New regulations could put added strain on lobster fishermen

The July 4 holiday has always been a busy time for Rob Martin, a commercial lobsterman who steams out of Sandwich Marina.,,, Seasonal gear bans to protect North Atlantic Right Whales in Cape Cod Bay and surrounding waters usually end May 1, but this year lobstermen in the bay were off the water until May 10,,, More than a month later on June 16, several lobstermen were off the water again, but this time not by state edict. They were in district court in Boston to support a fellow lobsterman who was being sued, along with other groups and government agencies, by activist Richard “Max” Strahan. >click to read<  09:50

Alaska up to 22 dead gray whales this season with 7 reported over holiday weekend

The state of Alaska is up to 22 confirmed gray whale deaths this season, according to NOAA spokesperson Julie Speegle. Seven additional sightings were confirmed over the long holiday weekend, Speegle said, with one necropsy having been completed.,,, As of June 27, the site reported 14 Alaska whales, and 85 total for the U.S. The total for the U.S., Canada and Mexico this season was reported at 171 by that date. >click to read< 09:03

Louisiana lawmakers request disaster aid for seafood industry

U.S. Senators Bill Cassidy, M.D. and John Kennedy and U.S. Representatives Steve Scalise , Garret Graves, Cedric Richmond, Clay Higgins, Ralph Abraham and Mike Johnson today urged Commerce Secretary Wilbur Ross to begin the process of implementing a federal fisheries disaster declaration due to the opening of the Bonnet Carré Spillway. Opening of the spillway is causing hundreds of thousands of cubic feet of fresh water to pour into Lake Pontchartrain each second, impacting various forms of aquatic life that are crucial to Louisiana’s seafood industry. >click to read< 07:42 >Click to read< the full text of the Louisiana delegation’s

Herring cuts another headache for lobstermen

Maine lobstermen are catching it coming and going, but the “it” ain’t lobsters. Last month, the lobster industry found itself confronted with a demand from federal fisheries regulators that it reduce the risk it posed to endangered right whales by 60 percent and began the arduous task of figuring out how to remove half the vertical buoy lines attached to lobster traps from the water. Though it came as no surprise, earlier this month the New England Fishery Management Council announced that the already scant amount of herring allowed to be caught off the coast of New England would be further reduced in 2020 and 2021. >click to read<11:34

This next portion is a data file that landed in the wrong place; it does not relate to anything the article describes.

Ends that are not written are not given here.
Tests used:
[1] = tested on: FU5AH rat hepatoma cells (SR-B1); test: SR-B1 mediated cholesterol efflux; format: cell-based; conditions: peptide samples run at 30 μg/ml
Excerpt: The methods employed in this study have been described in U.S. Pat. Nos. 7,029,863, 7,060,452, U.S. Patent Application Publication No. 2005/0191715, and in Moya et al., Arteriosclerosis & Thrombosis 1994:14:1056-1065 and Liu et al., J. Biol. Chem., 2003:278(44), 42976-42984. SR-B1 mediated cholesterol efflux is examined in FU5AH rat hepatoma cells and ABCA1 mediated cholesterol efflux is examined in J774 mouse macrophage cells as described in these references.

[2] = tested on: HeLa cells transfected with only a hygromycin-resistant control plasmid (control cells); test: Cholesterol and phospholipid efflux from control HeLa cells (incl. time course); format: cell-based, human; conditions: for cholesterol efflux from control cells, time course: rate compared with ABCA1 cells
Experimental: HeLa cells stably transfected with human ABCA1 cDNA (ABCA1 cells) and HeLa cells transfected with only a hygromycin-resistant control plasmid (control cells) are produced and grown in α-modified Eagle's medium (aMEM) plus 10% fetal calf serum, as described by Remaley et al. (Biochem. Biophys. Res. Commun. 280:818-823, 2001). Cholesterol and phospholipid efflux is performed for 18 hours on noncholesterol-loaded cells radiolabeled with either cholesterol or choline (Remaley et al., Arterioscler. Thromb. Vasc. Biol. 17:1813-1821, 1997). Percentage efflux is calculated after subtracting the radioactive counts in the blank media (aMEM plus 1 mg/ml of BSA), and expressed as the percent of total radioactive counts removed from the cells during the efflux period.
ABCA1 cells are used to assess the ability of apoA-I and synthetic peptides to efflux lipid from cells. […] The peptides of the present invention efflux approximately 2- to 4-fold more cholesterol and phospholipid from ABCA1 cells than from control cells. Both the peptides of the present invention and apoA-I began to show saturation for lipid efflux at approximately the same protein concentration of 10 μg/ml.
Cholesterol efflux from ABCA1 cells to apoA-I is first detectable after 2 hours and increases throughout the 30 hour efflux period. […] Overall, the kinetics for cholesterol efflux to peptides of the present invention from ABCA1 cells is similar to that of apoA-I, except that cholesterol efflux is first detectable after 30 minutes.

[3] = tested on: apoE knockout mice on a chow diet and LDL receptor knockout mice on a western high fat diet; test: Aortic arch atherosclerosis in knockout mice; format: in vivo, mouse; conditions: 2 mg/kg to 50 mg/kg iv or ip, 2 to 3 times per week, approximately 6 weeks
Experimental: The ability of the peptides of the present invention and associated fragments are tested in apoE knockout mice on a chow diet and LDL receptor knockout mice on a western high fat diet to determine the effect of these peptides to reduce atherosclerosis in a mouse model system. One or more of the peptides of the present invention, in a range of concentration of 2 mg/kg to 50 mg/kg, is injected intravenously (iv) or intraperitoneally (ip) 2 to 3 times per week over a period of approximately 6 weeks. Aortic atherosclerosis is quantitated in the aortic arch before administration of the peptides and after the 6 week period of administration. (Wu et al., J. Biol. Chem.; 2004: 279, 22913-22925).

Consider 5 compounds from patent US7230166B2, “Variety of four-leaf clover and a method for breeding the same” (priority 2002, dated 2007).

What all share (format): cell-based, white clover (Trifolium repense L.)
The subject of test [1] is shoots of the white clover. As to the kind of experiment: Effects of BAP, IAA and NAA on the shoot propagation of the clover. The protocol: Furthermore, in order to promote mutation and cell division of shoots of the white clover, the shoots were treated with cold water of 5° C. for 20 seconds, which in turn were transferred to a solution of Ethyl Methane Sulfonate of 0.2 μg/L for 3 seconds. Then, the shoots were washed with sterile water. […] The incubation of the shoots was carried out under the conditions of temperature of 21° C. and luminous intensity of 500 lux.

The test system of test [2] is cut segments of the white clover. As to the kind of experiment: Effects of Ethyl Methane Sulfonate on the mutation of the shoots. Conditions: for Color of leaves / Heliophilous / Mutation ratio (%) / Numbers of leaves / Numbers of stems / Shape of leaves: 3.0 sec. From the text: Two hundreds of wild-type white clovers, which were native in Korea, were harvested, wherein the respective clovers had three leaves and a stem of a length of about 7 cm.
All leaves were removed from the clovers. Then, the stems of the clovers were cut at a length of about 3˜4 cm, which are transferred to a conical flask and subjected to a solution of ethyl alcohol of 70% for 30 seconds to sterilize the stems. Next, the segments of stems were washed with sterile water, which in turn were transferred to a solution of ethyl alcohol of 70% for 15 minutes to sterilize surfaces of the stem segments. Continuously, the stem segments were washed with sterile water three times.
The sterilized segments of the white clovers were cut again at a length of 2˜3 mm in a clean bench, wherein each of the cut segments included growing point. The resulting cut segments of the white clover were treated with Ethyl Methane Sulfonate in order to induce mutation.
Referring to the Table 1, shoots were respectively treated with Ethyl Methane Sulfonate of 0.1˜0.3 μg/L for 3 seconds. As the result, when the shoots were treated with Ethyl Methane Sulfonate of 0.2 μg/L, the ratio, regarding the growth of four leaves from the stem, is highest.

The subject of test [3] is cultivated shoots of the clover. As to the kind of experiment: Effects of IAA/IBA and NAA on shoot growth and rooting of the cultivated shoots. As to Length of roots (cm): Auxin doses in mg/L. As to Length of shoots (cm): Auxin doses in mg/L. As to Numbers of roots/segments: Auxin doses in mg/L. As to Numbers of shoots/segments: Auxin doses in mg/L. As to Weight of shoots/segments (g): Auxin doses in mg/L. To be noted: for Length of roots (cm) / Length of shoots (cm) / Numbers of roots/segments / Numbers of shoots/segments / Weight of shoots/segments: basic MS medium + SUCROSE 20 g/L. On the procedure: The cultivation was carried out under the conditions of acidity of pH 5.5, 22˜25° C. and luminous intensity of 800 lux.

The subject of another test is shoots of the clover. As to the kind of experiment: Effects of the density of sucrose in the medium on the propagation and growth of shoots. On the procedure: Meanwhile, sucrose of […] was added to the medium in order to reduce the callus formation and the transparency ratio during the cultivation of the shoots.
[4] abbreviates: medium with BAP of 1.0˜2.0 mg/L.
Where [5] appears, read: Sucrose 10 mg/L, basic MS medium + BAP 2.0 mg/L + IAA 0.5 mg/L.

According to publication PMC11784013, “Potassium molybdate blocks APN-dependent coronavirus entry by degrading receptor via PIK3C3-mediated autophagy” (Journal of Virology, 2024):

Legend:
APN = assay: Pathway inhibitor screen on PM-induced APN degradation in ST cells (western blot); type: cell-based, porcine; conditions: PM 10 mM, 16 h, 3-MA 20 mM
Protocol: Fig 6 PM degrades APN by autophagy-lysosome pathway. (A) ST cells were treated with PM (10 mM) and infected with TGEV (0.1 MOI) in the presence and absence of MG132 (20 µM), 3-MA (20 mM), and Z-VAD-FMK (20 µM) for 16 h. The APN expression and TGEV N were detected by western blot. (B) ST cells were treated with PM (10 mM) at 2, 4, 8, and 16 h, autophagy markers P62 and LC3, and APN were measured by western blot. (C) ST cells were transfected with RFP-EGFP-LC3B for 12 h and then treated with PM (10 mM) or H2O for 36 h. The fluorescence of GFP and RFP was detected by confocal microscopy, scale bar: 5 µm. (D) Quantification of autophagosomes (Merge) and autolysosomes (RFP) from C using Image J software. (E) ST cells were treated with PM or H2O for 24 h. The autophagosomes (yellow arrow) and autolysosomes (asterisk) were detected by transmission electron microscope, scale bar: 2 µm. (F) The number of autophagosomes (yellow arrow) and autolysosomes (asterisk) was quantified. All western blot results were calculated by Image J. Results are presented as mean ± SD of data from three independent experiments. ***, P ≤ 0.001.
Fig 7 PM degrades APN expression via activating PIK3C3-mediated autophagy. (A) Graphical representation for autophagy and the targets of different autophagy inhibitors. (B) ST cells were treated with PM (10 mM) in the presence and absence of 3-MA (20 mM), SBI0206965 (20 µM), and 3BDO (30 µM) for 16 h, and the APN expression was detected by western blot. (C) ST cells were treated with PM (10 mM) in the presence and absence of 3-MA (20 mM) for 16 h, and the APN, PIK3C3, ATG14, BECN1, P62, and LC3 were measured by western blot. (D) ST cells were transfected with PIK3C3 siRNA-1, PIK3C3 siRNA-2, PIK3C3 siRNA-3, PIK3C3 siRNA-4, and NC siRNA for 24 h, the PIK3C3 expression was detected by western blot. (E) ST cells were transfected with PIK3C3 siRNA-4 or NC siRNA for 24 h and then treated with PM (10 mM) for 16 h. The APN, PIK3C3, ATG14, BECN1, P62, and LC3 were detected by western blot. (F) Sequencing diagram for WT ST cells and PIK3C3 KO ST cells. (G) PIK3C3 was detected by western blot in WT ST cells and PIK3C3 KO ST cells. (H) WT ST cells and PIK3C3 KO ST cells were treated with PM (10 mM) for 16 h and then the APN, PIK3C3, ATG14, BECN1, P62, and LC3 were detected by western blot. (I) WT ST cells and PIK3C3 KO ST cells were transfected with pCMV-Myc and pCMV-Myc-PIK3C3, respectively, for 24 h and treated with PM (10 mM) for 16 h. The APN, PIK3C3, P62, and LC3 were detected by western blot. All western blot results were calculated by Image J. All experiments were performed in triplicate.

Researchers regroup in wake of 4 right whale deaths

It’s been a deadly month for the endangered mammals, with the carcasses of two other whales — an adult female and a 9-year-old male — reported June 4 and June 20, also in the Gulf of St. Lawrence. Photo analysis of the carcasses found Tuesday identified one as a 33-year-old male named Comet and the other as an unnamed 11-year-old female who had no documented calf, according to New England Aquarium’s Anderson Cabot Center for Ocean Life. The two carcasses were seen near the Acadian Peninsula in New Brunswick and west of the Magdalen Islands in Quebec, according to Canadian officials.,,, The National Oceanic and Atmospheric Administration is taking part in preplanned talks with the Canadian government on North Atlantic right whale protections this week in Halifax, Nova Scotia, NOAA spokeswoman Jennifer Goebel said. >click to read<20:56

Expanding Dead Zone in Gulf of Mexico is Causing High Anxiety Among Shrimpers

For Tran, it is an adventure. For his family, it is a trade they had known in Vietnam before they made their way to Port Arthur, Texas after the fall of Saigon in 1975. Tran and his family of shrimpers have faced many challenges created by mother nature. The latest weather-related problem in the Gulf is a giant dead zone predicted to grow to a near record in coming weeks. “It’s not good,” said Tran.,,, The dead zone is an area of ocean containing little to no oxygen. It is a phenomenon that typically peaks in the summer and dissipates in the winter. However, this summer’s dead zone in the Gulf of Mexico is predicted to be unusually large,,, Video, >click to read< 14:10

The best available science? – Backing lobstermen, Rep. Golden seeks to withhold funds for right whale protections

“The federal government is asking Maine lobstermen to make huge sacrifices without clear evidence that those sacrifices will have any positive impact on right whales,” Golden wrote in a statement Wednesday. “I’ve joined lobstermen to voice our concerns and now it’s time for action. Golden said it is important to help the right whale, but he joined the Maine lobster industry and Maine’s fishing managers in a common refrain: the federal government has no conclusive proof that right whales are getting hurt or killed by entanglement in Maine lobster gear. >click to read> 09:46